In the early spring of 1973, the fate of The Julie Andrews Hour hung in the balance. Everyone knew that at some point the word would come down—either they would be renewed for another season or cancelled. Meanwhile, everyone, including Julie Andrews, continued to work as hard as they could to make the show a success. Success would mean their ratings had gone up.
During the early spring, Julie Andrews gave a number of interviews. Interestingly, these interviews reveal that during the late 1960s, Julie considered her career to be in decline. Now knowing what the future held, the success or failure of The Julie Andrews Hour must have held an even greater importance to her. Nevertheless, she spoke logically about the possible cancellation of the show saying, “…all you can do is your best.”
In an interview which appeared in the May 1973 McCall’s, as she considered the possible verdict about the show, Julie is quoted as saying,
“Of all the people who will know, they tell me I’ll be first, which, it seems to me, would only be good manners.”
As it turned out, that is not what happened.
Sometime in late February or early March, (between Episode 20 with Sandy Duncan and Sergio Franchi and Episode 22 with Carol Lawrence and Steve Lawrence), the star and crew of The Julie Andrews Hour learned that ABC was cancelling the show; there would not be a second season.
Julie later stated that she learned the news with everyone else. From this, we can only imagine that the announcement took place on a Monday at one of the production meetings, when everyone was gathered on the stage, preparing for that week’s show. It is difficult to imagine the feelings onstage that day. Yet being the professional that she was and is, Julie continued on just like everyone else. Whatever emotions she felt were kept private. In her McCalls interview she states that if the show is cancelled, she will feel bad for everyone who has worked so hard. However, several years later, when being questioned on a television interview about her career, her pain and bitterness is evident. There is a hurt in her voice that reminds one of the pain in Princess Diana's voice when being interviewed about the break-up of her marriage to Prince Charles.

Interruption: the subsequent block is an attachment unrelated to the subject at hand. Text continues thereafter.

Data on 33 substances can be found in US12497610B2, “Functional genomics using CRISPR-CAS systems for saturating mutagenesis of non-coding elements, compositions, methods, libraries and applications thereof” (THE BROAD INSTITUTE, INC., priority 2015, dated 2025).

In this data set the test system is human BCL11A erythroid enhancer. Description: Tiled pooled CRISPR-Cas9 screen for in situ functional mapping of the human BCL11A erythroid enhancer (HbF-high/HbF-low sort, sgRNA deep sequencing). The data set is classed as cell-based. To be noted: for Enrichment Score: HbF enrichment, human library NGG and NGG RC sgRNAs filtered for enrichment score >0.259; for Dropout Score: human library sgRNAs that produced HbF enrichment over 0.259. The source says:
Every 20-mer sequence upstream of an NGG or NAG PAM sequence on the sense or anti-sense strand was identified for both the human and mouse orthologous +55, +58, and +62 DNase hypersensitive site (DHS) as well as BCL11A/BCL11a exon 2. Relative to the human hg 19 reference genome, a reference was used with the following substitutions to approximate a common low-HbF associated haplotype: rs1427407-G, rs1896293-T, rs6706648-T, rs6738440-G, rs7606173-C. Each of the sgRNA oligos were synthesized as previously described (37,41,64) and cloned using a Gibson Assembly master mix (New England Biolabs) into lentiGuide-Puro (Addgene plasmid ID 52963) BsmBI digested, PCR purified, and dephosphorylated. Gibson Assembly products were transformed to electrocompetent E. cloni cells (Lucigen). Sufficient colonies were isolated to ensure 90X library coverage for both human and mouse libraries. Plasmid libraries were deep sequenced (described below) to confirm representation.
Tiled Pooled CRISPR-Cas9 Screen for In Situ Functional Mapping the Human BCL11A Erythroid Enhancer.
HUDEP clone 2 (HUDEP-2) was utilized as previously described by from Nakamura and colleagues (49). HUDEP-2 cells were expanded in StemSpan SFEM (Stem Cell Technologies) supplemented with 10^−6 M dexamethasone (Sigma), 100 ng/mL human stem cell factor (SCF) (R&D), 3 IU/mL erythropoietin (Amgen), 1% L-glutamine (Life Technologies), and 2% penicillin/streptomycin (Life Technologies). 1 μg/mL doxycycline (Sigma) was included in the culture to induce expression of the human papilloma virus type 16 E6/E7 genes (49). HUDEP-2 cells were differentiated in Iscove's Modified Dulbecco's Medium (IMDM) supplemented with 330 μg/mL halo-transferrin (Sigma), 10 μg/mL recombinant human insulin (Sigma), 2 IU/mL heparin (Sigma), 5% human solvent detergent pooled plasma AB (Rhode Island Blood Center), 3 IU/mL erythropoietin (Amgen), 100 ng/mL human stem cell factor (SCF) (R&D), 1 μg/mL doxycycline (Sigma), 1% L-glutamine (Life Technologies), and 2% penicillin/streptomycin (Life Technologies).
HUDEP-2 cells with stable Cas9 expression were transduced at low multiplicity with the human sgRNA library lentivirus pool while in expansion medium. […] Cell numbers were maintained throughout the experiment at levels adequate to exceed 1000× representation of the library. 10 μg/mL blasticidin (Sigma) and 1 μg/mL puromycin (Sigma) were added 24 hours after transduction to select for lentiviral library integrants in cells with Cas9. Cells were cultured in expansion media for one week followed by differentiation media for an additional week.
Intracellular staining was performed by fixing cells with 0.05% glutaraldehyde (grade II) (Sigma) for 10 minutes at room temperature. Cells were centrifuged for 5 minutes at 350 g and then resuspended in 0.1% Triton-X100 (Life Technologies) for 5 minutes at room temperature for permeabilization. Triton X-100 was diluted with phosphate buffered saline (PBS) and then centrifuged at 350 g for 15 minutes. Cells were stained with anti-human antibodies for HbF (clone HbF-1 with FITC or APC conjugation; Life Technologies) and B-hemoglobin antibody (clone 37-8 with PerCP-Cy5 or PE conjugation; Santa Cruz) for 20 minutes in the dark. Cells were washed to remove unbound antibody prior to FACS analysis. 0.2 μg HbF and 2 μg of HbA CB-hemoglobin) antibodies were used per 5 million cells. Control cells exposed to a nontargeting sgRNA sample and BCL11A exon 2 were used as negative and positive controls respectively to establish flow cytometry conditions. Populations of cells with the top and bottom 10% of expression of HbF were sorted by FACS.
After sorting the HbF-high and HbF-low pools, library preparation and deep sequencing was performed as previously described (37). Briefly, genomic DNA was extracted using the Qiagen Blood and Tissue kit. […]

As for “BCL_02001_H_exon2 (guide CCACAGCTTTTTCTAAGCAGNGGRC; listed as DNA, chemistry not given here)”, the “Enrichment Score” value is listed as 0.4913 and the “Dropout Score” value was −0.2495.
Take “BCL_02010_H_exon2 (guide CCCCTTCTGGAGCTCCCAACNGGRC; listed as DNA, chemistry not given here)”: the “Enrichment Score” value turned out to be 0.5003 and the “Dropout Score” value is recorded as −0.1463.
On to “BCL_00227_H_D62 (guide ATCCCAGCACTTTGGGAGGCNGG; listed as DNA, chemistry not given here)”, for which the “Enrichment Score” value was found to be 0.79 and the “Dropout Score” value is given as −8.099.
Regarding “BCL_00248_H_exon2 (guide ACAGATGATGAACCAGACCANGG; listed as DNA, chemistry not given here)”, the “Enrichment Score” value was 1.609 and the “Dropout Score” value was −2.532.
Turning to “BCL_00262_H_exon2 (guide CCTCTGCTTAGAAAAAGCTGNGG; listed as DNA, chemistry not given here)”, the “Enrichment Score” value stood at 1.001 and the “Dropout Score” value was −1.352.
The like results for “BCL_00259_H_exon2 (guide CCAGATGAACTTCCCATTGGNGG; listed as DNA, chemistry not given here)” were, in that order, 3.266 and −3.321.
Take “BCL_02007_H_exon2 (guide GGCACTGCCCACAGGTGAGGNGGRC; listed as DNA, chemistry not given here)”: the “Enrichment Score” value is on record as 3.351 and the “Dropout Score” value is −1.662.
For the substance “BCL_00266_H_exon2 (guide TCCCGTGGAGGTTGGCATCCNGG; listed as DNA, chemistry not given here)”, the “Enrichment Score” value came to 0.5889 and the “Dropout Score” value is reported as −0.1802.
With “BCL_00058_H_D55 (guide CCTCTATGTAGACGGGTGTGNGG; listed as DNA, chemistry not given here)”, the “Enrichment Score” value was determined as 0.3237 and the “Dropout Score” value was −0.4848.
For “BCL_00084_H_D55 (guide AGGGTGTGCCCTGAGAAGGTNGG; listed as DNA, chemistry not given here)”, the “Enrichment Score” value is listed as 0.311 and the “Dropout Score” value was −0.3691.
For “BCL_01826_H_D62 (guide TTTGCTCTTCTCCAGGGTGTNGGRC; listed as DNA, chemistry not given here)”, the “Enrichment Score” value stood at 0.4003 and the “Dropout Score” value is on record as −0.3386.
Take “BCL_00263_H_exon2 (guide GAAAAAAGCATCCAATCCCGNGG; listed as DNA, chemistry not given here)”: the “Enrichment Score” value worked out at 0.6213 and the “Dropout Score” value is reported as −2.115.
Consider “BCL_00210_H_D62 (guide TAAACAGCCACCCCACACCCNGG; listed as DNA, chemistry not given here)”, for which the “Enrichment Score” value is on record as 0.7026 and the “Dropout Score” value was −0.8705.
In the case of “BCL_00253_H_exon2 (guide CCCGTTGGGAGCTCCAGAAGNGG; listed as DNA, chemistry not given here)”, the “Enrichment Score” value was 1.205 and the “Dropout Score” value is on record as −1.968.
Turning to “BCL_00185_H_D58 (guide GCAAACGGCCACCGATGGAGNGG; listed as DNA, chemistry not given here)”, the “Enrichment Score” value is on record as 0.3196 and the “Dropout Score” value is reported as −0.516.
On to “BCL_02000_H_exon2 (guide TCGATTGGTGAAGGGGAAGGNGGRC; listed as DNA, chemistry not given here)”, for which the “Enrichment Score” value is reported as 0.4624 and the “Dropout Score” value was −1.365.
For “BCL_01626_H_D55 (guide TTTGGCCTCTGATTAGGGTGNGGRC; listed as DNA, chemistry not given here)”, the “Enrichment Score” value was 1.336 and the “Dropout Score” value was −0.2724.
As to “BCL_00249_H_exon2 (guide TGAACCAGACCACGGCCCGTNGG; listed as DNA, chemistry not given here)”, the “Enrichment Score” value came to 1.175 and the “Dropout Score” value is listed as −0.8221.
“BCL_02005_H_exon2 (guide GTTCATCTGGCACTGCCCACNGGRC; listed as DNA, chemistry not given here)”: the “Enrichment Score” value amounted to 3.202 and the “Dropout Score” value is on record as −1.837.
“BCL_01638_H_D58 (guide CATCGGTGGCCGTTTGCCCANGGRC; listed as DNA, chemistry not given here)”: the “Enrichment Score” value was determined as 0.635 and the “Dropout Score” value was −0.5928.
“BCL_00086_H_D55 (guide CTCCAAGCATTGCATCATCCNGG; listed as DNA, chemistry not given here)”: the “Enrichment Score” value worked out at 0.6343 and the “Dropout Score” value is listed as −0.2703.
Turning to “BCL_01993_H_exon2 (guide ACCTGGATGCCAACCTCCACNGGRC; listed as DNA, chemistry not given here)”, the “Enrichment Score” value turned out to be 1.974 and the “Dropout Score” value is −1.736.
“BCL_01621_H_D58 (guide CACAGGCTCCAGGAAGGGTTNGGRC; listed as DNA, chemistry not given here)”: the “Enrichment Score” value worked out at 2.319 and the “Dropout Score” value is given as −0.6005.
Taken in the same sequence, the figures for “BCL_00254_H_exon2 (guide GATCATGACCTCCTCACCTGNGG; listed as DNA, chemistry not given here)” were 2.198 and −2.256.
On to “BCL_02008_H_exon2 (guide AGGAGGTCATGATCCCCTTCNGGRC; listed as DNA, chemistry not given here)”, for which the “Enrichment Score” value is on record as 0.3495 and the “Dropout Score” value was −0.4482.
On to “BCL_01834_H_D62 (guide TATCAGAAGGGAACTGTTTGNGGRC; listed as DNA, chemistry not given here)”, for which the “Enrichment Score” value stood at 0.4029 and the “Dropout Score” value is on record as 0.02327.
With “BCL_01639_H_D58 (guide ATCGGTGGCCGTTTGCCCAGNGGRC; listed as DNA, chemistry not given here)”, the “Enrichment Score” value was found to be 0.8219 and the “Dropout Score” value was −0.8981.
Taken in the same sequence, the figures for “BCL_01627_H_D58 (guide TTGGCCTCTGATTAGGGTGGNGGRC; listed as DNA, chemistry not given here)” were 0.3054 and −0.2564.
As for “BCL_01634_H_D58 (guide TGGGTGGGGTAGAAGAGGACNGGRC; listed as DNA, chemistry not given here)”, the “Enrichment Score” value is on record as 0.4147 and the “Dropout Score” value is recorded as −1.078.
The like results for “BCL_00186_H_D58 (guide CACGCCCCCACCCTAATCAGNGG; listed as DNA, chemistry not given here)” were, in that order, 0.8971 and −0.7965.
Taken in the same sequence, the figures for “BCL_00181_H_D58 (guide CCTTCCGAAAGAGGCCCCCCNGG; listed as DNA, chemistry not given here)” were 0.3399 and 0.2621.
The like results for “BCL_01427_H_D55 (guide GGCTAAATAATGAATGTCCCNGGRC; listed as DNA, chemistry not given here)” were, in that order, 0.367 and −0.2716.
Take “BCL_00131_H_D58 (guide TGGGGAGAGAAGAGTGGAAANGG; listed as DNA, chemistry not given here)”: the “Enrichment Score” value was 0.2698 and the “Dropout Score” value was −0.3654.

The only female writer on the team of writers, Lila Garrett, feels that the cancellation of The Julie Andrews Hour didn’t necessarily have to do with the ratings. Later, Ms Garrett produced a television series which was also cancelled in it's first season. This series was among the top five rated shows, but, Ms. Garrett states, because of studio politics, her show was axed anyway.
Producer Nick Vanoff’s sister, Sandy Vanoff, who replaced Vanoff's assistant Nancy Heydron in January of 1973, also has memories of the cancellation.
“I do remember when we got word the show was cancelled.
Lots of disappointment and really hard to believe they cancelled
the show after one season, especially since each and every show
was like producing a network special. The hours were long but the
experience was like no other.”
In hindsight, it seems clear that The Julie Andrews Hour should not be judged on the fact that it was cancelled. The wonder is that it was ever created at all!
© Michelle Russell
For those of you who would like to see The Julie Andrews Hour released on DVD and shown on television in your area, please contact: firstname.lastname@example.org
and let your voices heard!
Be sure to ask for the release of the music on CD as well!